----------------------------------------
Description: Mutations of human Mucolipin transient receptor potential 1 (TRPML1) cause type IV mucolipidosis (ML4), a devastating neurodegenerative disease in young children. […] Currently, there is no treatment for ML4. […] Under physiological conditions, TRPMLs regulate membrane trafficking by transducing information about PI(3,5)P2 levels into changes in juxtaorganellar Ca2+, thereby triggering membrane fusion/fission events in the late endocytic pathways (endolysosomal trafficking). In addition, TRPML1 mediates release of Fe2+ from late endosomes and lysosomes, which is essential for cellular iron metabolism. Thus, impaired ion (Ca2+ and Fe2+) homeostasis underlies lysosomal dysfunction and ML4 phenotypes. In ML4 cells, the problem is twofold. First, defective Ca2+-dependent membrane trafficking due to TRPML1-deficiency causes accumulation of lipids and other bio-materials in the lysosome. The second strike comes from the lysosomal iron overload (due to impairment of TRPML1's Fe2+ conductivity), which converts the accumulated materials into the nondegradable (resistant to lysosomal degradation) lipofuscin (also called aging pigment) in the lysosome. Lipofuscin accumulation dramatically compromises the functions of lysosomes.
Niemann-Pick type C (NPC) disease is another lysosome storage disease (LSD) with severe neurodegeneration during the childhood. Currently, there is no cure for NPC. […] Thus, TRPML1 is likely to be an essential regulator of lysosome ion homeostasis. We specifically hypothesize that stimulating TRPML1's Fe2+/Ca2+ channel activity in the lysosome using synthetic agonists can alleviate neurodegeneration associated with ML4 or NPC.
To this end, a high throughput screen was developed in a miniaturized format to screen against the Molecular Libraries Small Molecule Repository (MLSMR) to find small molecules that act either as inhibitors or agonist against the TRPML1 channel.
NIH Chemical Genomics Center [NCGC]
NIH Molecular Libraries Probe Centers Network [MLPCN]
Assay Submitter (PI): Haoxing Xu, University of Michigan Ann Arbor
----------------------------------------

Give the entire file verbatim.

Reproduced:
Description: Mutations of human Mucolipin transient receptor potential 1 (TRPML1) cause type IV mucolipidosis (ML4), a devastating neurodegenerative disease in young children. […] Currently, there is no treatment for ML4. […] Under physiological conditions, TRPMLs regulate membrane trafficking by transducing information about PI(3,5)P2 levels into changes in juxtaorganellar Ca2+, thereby triggering membrane fusion/fission events in the late endocytic pathways (endolysosomal trafficking). In addition, TRPML1 mediates release of Fe2+ from late endosomes and lysosomes, which is essential for cellular iron metabolism. Thus, impaired ion (Ca2+ and Fe2+) homeostasis underlies lysosomal dysfunction and ML4 phenotypes. In ML4 cells, the problem is twofold. First, defective Ca2+-dependent membrane trafficking due to TRPML1-deficiency causes accumulation of lipids and other bio-materials in the lysosome. The second strike comes from the lysosomal iron overload (due to impairment of TRPML1's Fe2+ conductivity), which converts the accumulated materials into the nondegradable (resistant to lysosomal degradation) lipofuscin (also called aging pigment) in the lysosome. Lipofuscin accumulation dramatically compromises the functions of lysosomes.
Niemann-Pick type C (NPC) disease is another lysosome storage disease (LSD) with severe neurodegeneration during the childhood. Currently, there is no cure for NPC. […] Thus, TRPML1 is likely to be an essential regulator of lysosome ion homeostasis. We specifically hypothesize that stimulating TRPML1's Fe2+/Ca2+ channel activity in the lysosome using synthetic agonists can alleviate neurodegeneration associated with ML4 or NPC.
To this end, a high throughput screen was developed in a miniaturized format to screen against the Molecular Libraries Small Molecule Repository (MLSMR) to find small molecules that act either as inhibitors or agonist against the TRPML1 channel.
NIH Chemical Genomics Center [NCGC]
NIH Molecular Libraries Probe Centers Network [MLPCN]
Assay Submitter (PI): Haoxing Xu, University of Michigan Ann Arbor